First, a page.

14) "SPOT-5 (Take 5) is getting ready," CESBIO, Feb. 8, 2015, URL: http://www.cesbio.ups-tlse.fr/multitemp/?p=4571

15) "SPOT-5 (Take 5) first image," CESBIO, April 9, 2015, URL: http://www.cesbio.ups-tlse.fr/multitemp/?cat=38

16) "End of the commercial exploitation of SPOT-5 satellite on March 27, 2015," CNES, URL: http://smsc.cnes.fr/SPOT/news_2015_03_29.htm

17) Ferrage Pascale, March 31, 2015, URL: ftp://ftp.ids-doris.org/pub/ids/dorismail/dorismail.0965

18) "Farewell SPOT-5," Airbus Defence and Space, April 28, 2015, URL: http://www.geo-airbusds.com/en/6371-farewell-spot5-thank-youits-been-amazing

19) "Brussels, the capital of Belgium," ESA, Feb. 27, 2015, URL: http://www.esa.int/spaceinimages/Images/2015/02/Brussels

20) Flood in Madagascar," International Charter Space & Major Disasters, Jan. 18, 2015, URL: http://tinyurl.com/lbpaeu7

21) "SPOT-5 Take 5 announcement of opportunity," ESA, Nov. 26, 2014, URL: https://sentinel.esa.int/web/sentinel/missions/sentinel-2/news/-/article/spot-5-take-5-announcement-of-opportunity

22) Frank Martin Seifert, "SPOT-5 Take 5," GFOI (Global Forest Observation Initiative), Oct. 1, 2014, URL: http://gfoi.org/sites/default/files/GFOI-DEGRAD_Day1-07_Spot5Take5_Seifert.pdf

23) "After 16 years of successful operations, SPOT-VEGETATION ready to hand over the torch to PROBA-V," VITO, April 30, 2014, URL: https://www.vito.be/EN/HomepageAdmin/Home/Nieuws/Nieuwsberichten/Pages-news_spotvegetation_proba-v_apr2014.aspx

24) "Week in Images," ESA, April 25, 2014, URL: http://www.esa.int/Highlights/Week_In_Images_21_25_April_2014

25) Bart Deronde, Walter Debruyn, Eric Gontier, Erwin Goor, Tim Jacobs, Sara Verbeiren, Johan Vereecken, "15 years of processing and dissemination of SPOT-VEGETATION products," International Journal of Remote Sensing, Volume 35, Issue 7, 2014, pp. 2402-2420, DOI: 10.1080/01431161.2014.883102

26) Information provided by Alain Lapeyre of CNES, Chef de Service Exploitation des Satellites de Télédétection.

27) J. N. Hourcastagnou, P. Cales, "GSCB Workshop Presentation SPOT / AstroTerra," 3rd GSCB (Ground Segment Coordination Body) Workshop, 2012, ESA/ESRIN, Frascati, Italy, June 6-7, 2012, URL: http://earth.esa.int/gscb/papers/2012/16b-ASTRIUM_SPOT-AstoTerra.pdf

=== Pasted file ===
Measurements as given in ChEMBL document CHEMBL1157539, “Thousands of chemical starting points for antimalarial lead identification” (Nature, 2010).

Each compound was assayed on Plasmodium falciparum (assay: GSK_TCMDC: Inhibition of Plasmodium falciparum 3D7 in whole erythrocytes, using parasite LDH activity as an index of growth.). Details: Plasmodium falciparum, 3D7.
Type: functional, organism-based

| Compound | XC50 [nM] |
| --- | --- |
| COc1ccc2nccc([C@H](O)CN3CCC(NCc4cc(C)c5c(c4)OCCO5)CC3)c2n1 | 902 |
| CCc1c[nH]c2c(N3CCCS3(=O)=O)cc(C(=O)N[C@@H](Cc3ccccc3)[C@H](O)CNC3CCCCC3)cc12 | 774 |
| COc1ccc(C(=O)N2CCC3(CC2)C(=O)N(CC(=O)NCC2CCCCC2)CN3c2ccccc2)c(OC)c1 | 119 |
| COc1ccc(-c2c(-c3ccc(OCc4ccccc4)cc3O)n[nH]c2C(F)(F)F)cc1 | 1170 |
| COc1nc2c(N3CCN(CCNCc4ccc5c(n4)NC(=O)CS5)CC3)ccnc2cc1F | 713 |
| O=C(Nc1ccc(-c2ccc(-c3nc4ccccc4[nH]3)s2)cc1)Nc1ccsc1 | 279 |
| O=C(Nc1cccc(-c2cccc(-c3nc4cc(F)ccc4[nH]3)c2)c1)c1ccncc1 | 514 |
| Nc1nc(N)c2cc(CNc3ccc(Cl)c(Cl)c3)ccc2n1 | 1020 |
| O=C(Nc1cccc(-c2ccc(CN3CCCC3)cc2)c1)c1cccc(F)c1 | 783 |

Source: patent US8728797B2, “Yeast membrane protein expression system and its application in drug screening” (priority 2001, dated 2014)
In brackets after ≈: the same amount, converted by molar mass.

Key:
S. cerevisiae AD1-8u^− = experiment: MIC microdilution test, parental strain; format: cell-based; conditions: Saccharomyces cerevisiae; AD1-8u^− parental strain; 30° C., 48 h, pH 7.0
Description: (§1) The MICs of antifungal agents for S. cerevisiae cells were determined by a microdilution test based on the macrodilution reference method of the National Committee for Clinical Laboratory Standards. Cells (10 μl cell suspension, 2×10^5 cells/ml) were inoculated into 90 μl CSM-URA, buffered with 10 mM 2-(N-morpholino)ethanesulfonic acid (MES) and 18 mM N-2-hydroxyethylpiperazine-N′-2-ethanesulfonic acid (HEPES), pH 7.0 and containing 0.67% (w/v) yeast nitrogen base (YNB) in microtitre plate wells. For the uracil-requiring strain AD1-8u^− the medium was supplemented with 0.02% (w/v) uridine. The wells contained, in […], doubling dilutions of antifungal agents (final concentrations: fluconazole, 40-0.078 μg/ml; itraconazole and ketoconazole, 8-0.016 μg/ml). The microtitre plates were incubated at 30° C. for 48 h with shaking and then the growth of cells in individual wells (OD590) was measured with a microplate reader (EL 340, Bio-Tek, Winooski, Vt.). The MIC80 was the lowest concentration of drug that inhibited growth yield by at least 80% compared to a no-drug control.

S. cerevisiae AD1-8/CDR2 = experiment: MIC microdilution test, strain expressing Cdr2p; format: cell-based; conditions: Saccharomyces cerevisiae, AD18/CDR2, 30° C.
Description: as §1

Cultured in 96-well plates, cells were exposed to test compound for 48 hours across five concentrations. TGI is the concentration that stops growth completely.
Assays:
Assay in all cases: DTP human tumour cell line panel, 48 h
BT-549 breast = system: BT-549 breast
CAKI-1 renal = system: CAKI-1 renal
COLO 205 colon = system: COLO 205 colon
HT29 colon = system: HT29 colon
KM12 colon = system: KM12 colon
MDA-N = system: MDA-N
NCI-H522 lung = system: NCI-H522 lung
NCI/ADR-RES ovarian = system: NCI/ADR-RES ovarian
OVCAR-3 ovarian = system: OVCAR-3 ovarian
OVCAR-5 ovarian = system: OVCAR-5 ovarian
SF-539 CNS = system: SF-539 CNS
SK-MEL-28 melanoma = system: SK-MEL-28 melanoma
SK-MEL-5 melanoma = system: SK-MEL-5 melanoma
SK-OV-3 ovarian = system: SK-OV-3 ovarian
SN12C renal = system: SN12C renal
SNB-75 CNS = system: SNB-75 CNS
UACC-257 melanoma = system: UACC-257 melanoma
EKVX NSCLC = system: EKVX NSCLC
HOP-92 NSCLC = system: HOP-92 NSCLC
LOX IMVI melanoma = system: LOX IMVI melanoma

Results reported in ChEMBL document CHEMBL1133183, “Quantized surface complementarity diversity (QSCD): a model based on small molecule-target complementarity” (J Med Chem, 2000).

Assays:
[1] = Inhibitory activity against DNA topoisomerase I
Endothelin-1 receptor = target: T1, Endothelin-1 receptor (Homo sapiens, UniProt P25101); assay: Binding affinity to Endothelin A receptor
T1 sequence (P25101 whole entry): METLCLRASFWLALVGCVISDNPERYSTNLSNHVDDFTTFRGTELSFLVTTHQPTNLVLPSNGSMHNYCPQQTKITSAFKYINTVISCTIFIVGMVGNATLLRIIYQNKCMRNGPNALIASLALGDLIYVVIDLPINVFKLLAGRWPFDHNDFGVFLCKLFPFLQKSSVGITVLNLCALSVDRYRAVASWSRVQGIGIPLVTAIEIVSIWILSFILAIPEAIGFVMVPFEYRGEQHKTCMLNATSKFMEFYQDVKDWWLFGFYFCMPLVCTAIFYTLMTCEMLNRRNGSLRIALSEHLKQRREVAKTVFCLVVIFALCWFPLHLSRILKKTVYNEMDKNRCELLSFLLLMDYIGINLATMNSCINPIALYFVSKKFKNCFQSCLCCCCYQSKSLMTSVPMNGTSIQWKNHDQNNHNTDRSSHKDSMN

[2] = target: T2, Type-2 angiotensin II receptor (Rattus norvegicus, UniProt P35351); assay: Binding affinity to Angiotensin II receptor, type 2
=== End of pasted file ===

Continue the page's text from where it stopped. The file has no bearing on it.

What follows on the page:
28) Information provided by Laurence Houpert of CNES (for the SPOT mission team), Toulouse, France

29) Information provided by Laurence Houpert of CNES, Toulouse, France

30) "SPOT-5 watches over Japan's coastline after earthquake and tsunami," Astrium Geo-Information Services, http://www.spotimage.co.jp/web/en/988-spot-5-watches-over-japans-coastline-after-earthquake-and-tsunami.php

31) "25 years of Spot satellites," Feb. 21, 2011, URL: http://www.interspacenews.com/FeatureArticle/tabid/130/Default.aspx?id=6158

32) "Astrium fully integrates Spot Image and Infoterra into new GEO-Information business division," Astrium, Dec. 1, 2010, URL: http://www.astrium.eads.net/node.php?articleid=6209

33) "Spot Provides Immediate Response to Haiti Earthquake," Spot Image, URL: http://archive.constantcontact.com/fs013/1102324034386/archive/1102902578471.html

34) Information provided by Frédéric Tavera, SPOT Mission Exploitation Manager of CNES, Toulouse, France

35) http://spot5.cnes.fr/gb/actualites/actualites.htm

36) SPOT 5 brochure, "Supermode," of CNES and SPOT Image, May 1999

37) C. Latry, B. Rougé, "In Flight Commissioning of SPOT5 THR Quincunx Sampling Mode," Proceedings of SPIE, Vol. 4881, 9th International Symposium on Remote Sensing, Aghia Pelagia, Crete, Greece, Sept. 23-27, 2002

38) http://spot5.cnes.fr/gb/systeme/3110.htm

39) G. Planche, C. Masso, L. Maggiori, "HRS Camera: A Development and In-Orbit Success," Proceedings of the 5th International Conference on Space Optics, March 30-April 2, 2004, Toulouse, France, ESA SP-554

40) A. Baudoin, M. Schroeder, C. Valorge, M. Bernard, V. Rudowski, "The HRS-SAP initiative: A scientific assessment of the High Resolution Stereoscopic instrument on board of SPOT 5 by ISPRS investigators," Proceedings of ISPRS 2004, Istanbul, Turkey, July 12-23, 2004

41) Z. Li, A. Gruen, "Automatic DSM Generation from Linear Array Imagery Data," Proceedings of ISPRS 2004, Istanbul, Turkey, July 12-23, 2004

42) P. Reinartz, M. Lehner, R. Müller, M. Schroeder, "Accuracy Analysis from DEM and Orthoimages Derived from SPOT HRS Stereo Data without using GCP," Proceedings of ISPRS 2004, Istanbul, Turkey, July 12-23, 2004

43) S. Massera , P. Favé, R. Gachet, A. Orsoni, "Toward a Global Bundle Adjustment of SPOT-5 HRS Images," Proceedings of the 22nd Congress of ISPRS (International Society of Photogrammetry and Remote Sensing), Melbourne, Australia, Aug. 25 - Sept. 1, 2012, International Archives of the Photogrammetry, Remote Sensing and Spatial Information Sciences, Volume XXXIX-B1, 2012

44) http://www.spot-vegetation.com/pages/VegetationSystem/payload.htm

45) E. Breton, A. Bouillon, R. Gachet, F. Delussy, "Pre-Flight and In-Flight Geometric Calibration of SPOT-5 HRG and HRS Images," Pecora 15/Land Satellite Information IV Conference, ISPRS Commission I Mid-term Symposium/FIEOS (Future Intelligent Earth Observing Satellites), Nov. 10-14, 2002, Denver, CO

46) J. F. Salaün, E. Chamontin, G. Moreau, O. Hameury, "The SPOT-5 AOCS in Orbit Performances," 5th International ESA Conference on Guidance Navigation and Control Systems, Frascati, Italy, Oct. 22-25, 2002
 


The information compiled and edited in this article was provided by Herbert J. Kramer from his documentation of: "Observation of the Earth and Its Environment: Survey of Missions and Sensors" (Springer Verlag) as well as many other sources after the publication of the 4th edition in 2002. - Comments and corrections to this article are always welcome for further updates (herb.kramer@gmx.net).